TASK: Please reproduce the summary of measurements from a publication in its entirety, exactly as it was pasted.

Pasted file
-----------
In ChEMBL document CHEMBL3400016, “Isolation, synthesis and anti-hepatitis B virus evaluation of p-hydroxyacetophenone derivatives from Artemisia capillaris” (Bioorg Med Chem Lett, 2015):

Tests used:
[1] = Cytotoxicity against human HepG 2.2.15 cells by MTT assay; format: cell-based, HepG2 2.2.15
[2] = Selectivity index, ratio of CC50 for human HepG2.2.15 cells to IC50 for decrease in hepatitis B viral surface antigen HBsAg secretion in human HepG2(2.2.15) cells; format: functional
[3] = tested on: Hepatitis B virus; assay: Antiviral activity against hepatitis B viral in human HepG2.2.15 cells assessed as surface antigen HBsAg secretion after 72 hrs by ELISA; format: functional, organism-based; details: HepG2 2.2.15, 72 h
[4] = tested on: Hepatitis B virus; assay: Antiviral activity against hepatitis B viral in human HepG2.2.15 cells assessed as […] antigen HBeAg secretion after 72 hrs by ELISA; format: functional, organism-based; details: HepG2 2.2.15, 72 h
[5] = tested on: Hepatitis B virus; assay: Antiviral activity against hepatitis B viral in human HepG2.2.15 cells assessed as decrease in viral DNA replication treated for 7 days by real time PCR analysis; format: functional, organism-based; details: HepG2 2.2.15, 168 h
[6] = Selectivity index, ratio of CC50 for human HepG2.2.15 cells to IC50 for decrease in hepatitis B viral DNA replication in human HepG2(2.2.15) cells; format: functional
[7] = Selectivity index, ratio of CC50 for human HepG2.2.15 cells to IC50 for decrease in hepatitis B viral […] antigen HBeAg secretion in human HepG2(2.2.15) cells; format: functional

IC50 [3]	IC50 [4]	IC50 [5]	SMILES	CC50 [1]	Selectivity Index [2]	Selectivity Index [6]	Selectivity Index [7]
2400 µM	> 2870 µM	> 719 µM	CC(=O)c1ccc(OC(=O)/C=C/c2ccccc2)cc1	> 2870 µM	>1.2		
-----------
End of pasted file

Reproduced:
In ChEMBL document CHEMBL3400016, “Isolation, synthesis and anti-hepatitis B virus evaluation of p-hydroxyacetophenone derivatives from Artemisia capillaris” (Bioorg Med Chem Lett, 2015):

Tests used:
[1] = Cytotoxicity against human HepG 2.2.15 cells by MTT assay; format: cell-based, HepG2 2.2.15
[2] = Selectivity index, ratio of CC50 for human HepG2.2.15 cells to IC50 for decrease in hepatitis B viral surface antigen HBsAg secretion in human HepG2(2.2.15) cells; format: functional
[3] = tested on: Hepatitis B virus; assay: Antiviral activity against hepatitis B viral in human HepG2.2.15 cells assessed as surface antigen HBsAg secretion after 72 hrs by ELISA; format: functional, organism-based; details: HepG2 2.2.15, 72 h
[4] = tested on: Hepatitis B virus; assay: Antiviral activity against hepatitis B viral in human HepG2.2.15 cells assessed as […] antigen HBeAg secretion after 72 hrs by ELISA; format: functional, organism-based; details: HepG2 2.2.15, 72 h
[5] = tested on: Hepatitis B virus; assay: Antiviral activity against hepatitis B viral in human HepG2.2.15 cells assessed as decrease in viral DNA replication treated for 7 days by real time PCR analysis; format: functional, organism-based; details: HepG2 2.2.15, 168 h
[6] = Selectivity index, ratio of CC50 for human HepG2.2.15 cells to IC50 for decrease in hepatitis B viral DNA replication in human HepG2(2.2.15) cells; format: functional
[7] = Selectivity index, ratio of CC50 for human HepG2.2.15 cells to IC50 for decrease in hepatitis B viral […] antigen HBeAg secretion in human HepG2(2.2.15) cells; format: functional

IC50 [3]	IC50 [4]	IC50 [5]	SMILES	CC50 [1]	Selectivity Index [2]	Selectivity Index [6]	Selectivity Index [7]
2400 µM	> 2870 µM	> 719 µM	CC(=O)c1ccc(OC(=O)/C=C/c2ccccc2)cc1	> 2870 µM	>1.2		